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Rick Fox thinks the three-peat Lakers could beat the current Golden State Warriors

At the very least it would be a hard fought match-up.

Lisa Blumenfeld/Getty Images

The Golden State Warriors serendipitous 2015-16 season has them on track to set a new mark for the best overall record in NBA history, surpassing the Chicago Bulls 72-10 season from the 1995-96 campaign. The Warriors currently rank first in the NBA in offensive rating, scoring 113.1 points per 100 possessions, and rank second in the league in defensive rating (99.2) and net rating (13.9), trailing only their fellow juggernauts the San Antonio Spurs in the two latter categories.

This level of dominance has rightfully vaulted the defending champions into the discussions about the best teams in NBA history, a list which includes the "three-peat" Los Angeles Lakers from the early 2000's. Those teams were led by Shaquille O'Neal and Kobe Bryant, but forward Rick Fox was also a vital contributor to that run of success. On "the Jim Rome Show" on Tuesday, Fox told host Jim Rome that he would give those Lakers teams a chance to beat the current iteration of the Warriors:

"I'm going to fight for the Lakers. I'm going to fight for our team to at least have a fighting chance," Fox said. "But what [the Warriors are] doing this year is beyond impressive. I'm rooting for them [to break the Bulls' record].

The numbers agree with Fox that his Lakers would certainly have a chance, at least at the peak of their powers. The 2000-01 Lakers are widely considered to be the best iteration of those team's, posting a 15-1 playoff record en route to the second of their three titles, flipping the proverbial switch in the postseason after a mediocre regular season.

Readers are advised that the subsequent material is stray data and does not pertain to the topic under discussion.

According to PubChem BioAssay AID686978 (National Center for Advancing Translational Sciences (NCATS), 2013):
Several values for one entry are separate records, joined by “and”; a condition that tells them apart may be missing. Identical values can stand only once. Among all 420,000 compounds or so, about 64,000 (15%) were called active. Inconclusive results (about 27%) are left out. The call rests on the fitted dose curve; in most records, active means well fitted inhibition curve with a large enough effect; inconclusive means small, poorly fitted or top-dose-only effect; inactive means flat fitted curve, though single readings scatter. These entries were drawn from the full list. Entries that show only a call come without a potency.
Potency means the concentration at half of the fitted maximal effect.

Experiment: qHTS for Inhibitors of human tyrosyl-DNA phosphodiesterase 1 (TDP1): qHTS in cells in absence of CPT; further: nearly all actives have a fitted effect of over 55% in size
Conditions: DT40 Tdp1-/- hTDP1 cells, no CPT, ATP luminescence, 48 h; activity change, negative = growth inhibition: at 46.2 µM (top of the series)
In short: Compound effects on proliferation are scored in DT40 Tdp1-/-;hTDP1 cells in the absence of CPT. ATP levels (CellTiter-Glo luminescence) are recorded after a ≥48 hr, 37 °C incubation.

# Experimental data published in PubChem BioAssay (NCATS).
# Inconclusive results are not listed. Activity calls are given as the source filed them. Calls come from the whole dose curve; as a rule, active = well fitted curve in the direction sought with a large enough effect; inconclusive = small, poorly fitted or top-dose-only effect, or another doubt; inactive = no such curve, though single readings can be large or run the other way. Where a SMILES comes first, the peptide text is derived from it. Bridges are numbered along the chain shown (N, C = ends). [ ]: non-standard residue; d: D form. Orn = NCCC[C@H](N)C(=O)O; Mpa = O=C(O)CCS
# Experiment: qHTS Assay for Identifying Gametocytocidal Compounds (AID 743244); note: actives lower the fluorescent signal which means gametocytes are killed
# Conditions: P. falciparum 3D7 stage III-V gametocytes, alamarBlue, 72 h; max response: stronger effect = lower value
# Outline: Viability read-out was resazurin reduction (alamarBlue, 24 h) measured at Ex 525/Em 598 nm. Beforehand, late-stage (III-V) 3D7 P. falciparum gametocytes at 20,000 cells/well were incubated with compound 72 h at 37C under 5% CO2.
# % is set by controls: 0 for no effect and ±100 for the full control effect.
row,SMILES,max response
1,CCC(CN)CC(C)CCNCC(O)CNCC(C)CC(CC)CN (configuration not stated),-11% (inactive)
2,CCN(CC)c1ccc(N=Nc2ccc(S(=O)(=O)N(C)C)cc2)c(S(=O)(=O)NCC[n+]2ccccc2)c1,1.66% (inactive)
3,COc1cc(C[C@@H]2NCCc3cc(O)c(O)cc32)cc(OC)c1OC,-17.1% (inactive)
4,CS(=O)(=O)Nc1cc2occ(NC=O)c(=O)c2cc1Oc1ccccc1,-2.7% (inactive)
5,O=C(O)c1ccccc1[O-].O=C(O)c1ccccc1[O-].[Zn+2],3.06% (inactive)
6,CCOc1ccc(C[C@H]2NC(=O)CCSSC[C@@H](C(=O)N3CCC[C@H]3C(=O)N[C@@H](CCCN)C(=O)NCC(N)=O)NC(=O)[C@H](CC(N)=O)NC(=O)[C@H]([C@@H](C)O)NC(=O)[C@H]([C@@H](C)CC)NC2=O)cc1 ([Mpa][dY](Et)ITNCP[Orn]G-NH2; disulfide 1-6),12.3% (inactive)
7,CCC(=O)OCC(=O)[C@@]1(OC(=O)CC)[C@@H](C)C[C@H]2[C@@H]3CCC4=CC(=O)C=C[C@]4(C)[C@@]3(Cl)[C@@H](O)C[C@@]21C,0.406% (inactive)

The Lakers posted the best offensive (108.8), defensive (95.3), and net ratings (13.5) in the playoffs that year, numbers on par with what the Warriors are doing now. This feat is made more impressive by the fact that in the playoffs there were no bottom feeders to pad their stats against, despite the fact that the league as a whole is arguably more talented now than it was that year.

Those Lakers likely would have difficulties defending the Warriors fun-and-gun attack, but on the other end it's hard to not see Shaq getting the type of "barbecued chicken" he loves to boast so much about on TNT. Derek Fisher (51.5 percent) and Robert Horry (36.2 percent) could have credibly spaced the floor from behind the arc during that playoff run, although the Warriors roster probably boasts more depth and their bench would have scored like gangbusters. The Dubs also boast a wing rotation with as good of a chance at defending young Kobe as any in NBA history.

The most interesting stylistic clash would be to see whether Phil Jackson or Steve Kerr blinked first when the Lakers closing lineup of Shaq-Horry-Bryant-Fisher and Brian Shaw (based on most 4th quarter minutes during that playoff run) went up against the Warriors' "lineup of death" featuring Draymond Green at center flanked by Stephen Curry, Andre Iguodala, Klay Thompson, and Harrison Barnes. Would that spread attack do the unthinkable and force Shaq off the floor? Or would a prime O'Neal prove far too much to handle for Green on the block?

We will never get a definitive answer, but wow is this match-up way more fun to think about than the current Lakers against the Warriors, whom they unfortunately still have to get blown out by play one more time this season on national TV (Sunday, March 6th on ABC.)

All stats per You can follow this author on Twitter at @hmfaigen.

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